Unless you’ve been living under a rock, you’ve probably encountered a weird mix of headlines in the news recently.
On one hand, the nascent recovery from the pandemic is gathering steam as pent-up demand for air travel pushes more people to spend on vacations.
On the other hand, surging inflation and sky-high interest rates are forming a toxic combination that threatens to crimp spending and deflate consumer demand.
What’s clear is this …
The world is going through an adjustment period and the way forward promises to be rocky, and uncertain.
To gain assurance that your portfolio will do fine, you should consider adding Singapore blue chip stocks into it.
Here are several reasons why blue-chip stocks make sense for your portfolio.
Stability and peace of mind
Blue chips are so named because they have weathered numerous economic cycles.
Management’s experience in managing tough challenges and its track record of going through good times and bad make them stable anchors during a bad storm.
These businesses are those you can rely on to preserve their competitive moat and market position even during troubled times.
Take DBS Group (SGX: D05) for instance.
Singapore’s largest bank has maintained its pole position and gone through many different crises such as the Asian Financial Crisis in 1997-1998, Great Financial Crisis in 2008-2009 and most recently, the pandemic.
Not only did the bank not crack under pressure, but it also reported a record net profit for its latest quarterly earnings.
Singapore Exchange Limited (SGX: S68), or SGX, is another example.
The bourse operator enjoys a natural monopoly and has held up well against the economic downturn in the last two years.
For its fiscal year ending 30 June 2022, SGX reported its highest revenue since its listing while reporting higher volumes for its currencies and commodities division.
Another important aspect of blue chips is their high liquidity.
Being part of the Straits Times Index (SGX: ^STI) means that many mutual funds and exchange-traded funds (ETFs) will actively buy and sell the 30 companies within it.
This liquidity allows you to quickly convert your shares for cash should there be an urgent need for you to raise cash.
Compare this feature with smaller companies that trade thinly or may not even trade at all.
Being vested in such small caps poses a risk when you need to liquidate a position.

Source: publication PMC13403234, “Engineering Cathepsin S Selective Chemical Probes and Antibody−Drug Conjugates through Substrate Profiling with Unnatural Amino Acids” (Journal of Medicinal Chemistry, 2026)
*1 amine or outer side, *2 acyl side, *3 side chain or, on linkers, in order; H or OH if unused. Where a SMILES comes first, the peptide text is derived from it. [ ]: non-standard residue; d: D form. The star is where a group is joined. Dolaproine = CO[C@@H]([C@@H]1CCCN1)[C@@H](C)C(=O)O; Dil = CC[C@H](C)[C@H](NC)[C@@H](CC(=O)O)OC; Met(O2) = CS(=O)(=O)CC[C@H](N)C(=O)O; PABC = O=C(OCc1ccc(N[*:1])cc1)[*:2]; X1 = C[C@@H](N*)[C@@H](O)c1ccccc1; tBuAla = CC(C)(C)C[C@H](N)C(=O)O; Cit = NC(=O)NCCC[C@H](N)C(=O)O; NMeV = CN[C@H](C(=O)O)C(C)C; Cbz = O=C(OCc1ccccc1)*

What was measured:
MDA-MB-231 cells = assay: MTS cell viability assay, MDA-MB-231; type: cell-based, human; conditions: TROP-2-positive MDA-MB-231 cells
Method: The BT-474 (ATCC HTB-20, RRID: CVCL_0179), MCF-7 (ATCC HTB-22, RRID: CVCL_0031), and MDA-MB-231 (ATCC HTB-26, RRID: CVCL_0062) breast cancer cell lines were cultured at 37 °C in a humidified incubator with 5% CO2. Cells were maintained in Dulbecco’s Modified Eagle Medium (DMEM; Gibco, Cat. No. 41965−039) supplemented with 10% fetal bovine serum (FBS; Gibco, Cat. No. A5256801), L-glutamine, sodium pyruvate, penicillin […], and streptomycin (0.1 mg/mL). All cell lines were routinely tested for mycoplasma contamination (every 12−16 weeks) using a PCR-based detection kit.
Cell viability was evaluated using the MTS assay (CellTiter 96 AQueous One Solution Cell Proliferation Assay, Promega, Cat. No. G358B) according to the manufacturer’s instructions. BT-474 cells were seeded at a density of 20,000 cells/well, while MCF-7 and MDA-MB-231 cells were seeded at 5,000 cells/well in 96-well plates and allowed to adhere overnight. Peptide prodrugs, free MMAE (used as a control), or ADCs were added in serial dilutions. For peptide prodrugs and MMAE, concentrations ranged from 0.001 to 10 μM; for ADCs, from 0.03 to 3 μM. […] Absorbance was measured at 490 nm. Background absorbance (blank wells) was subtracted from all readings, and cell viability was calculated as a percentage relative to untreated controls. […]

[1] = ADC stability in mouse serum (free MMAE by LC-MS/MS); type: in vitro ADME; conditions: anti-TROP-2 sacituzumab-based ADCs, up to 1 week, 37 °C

Not only will it take time to execute a trade, but you may also push down the share price due to an absence of buyers.
Hence, liquidity should feature as a key consideration for including blue-chip stocks within your portfolio.
Let’s not forget that all the blue-chip stocks also pay out a dividend.
Dividends form a stream of passive income that can either supplement your earned income or act as vital cash inflows for your retirement years.
These include the seven REITs that are nestled in the Straits Times Index, as well as the other 23 non-REIT companies.
SGX has been paying out a dividend for the last 21 years, an impressive record by any measure.
Conglomerate Keppel Corporation Limited (SGX: BN4) is also a steady payer of dividends.
For its fiscal 2021 (FY2021), the group more than tripled its total dividend to S$0.33 from the low of S$0.10 in FY2020.
Integrated agribusiness giant Wilmar International Limited (SGX: F34) has also paid out a dividend every single year since it was listed in August 2006.
These consistent dividends will surely put a smile on the face of an income investor.
There is (still) growth
Some investors may have the mistaken notion that blue chips are unable to grow much larger as they are already so large.
Nothing could be further from the truth.
As long as a company continues to grow its revenue, earnings and cash flow, its share price should naturally follow.
Even Apple (NASDAQ: AAPL), currently the largest company in the world, started from humble beginnings and steadily grew to become a trillion-dollar business.
And you’d be surprised that there are still blue-chip stocks that are demonstrating promising growth prospects.
DBS, for one, has just hit a new all-time high for its recent net profit.
And Sembcorp Industries Ltd (SGX: U96) also recently snagged a portfolio of renewable assets in China.
The acquisition increases the group’s renewables capacity to 9.4 gigawatts (GW) and is just 0.6 GW short of the utility group’s target of reaching 10 GW by 2025.
On the REIT front, Keppel DC REIT (SGX: AJBU) continues to grow its portfolio and distribution per unit (DPU).
Its portfolio is now worth S$3.6 billion as of the third quarter of 2022, more than triple the assets under management of S$1 billion that the data centre REIT had at its IPO in December 2014.
DPU also increased from S$0.0651 in FY2015 to S$0.09851 in FY2021.
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Disclaimer: Royston Yang owns shares of DBS Group, Singapore Exchange Limited, Apple and Keppel DC REIT.